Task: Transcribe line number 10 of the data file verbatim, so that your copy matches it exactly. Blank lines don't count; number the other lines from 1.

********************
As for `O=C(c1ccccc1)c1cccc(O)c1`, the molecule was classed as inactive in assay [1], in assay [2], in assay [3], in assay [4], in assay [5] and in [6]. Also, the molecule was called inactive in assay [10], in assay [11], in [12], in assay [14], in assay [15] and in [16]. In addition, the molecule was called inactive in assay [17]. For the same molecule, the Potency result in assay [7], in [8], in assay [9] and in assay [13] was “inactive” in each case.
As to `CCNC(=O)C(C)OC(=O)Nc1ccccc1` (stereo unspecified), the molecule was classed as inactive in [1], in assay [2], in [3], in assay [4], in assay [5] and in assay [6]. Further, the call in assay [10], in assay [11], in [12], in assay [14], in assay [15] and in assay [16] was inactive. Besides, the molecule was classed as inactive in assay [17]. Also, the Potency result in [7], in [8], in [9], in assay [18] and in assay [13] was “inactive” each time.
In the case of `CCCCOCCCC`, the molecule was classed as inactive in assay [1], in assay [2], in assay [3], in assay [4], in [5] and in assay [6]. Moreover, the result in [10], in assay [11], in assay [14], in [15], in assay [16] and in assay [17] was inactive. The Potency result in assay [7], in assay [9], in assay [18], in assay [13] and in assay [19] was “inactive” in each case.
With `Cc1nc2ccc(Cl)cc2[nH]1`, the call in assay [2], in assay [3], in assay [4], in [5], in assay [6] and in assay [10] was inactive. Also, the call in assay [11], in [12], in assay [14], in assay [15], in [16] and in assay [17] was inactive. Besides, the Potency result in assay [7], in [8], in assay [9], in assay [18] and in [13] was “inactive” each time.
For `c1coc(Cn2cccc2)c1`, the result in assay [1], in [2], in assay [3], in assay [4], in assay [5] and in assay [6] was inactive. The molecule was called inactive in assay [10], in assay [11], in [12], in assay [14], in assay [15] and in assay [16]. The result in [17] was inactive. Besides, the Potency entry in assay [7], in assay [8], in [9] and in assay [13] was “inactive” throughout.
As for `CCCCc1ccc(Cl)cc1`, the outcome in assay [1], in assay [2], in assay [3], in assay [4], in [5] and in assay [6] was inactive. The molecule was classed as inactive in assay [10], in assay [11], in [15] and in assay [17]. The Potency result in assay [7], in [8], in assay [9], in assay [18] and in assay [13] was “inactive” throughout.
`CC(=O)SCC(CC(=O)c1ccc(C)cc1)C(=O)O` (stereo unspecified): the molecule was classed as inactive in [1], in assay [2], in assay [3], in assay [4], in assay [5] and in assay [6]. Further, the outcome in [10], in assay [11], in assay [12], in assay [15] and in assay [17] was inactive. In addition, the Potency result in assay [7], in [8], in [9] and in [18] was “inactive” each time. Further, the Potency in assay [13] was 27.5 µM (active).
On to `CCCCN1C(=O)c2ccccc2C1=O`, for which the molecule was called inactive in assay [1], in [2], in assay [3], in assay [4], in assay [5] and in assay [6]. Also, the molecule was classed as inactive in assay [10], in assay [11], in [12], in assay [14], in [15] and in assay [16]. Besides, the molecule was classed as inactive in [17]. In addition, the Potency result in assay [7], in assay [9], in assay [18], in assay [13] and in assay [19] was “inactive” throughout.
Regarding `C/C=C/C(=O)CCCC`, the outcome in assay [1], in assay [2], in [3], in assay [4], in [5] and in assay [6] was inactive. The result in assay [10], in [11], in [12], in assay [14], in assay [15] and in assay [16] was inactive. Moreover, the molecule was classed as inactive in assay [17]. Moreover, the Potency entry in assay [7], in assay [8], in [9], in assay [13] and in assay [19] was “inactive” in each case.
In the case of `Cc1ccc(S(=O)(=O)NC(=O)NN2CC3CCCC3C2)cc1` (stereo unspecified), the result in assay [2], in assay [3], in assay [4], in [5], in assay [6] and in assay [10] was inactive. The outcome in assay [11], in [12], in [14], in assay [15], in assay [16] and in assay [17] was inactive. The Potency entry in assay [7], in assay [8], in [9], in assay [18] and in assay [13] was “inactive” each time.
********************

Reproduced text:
In the case of `Cc1ccc(S(=O)(=O)NC(=O)NN2CC3CCCC3C2)cc1` (stereo unspecified), the result in assay [2], in assay [3], in assay [4], in [5], in assay [6] and in assay [10] was inactive. The outcome in assay [11], in [12], in [14], in assay [15], in assay [16] and in assay [17] was inactive. The Potency entry in assay [7], in assay [8], in [9], in assay [18] and in assay [13] was “inactive” each time.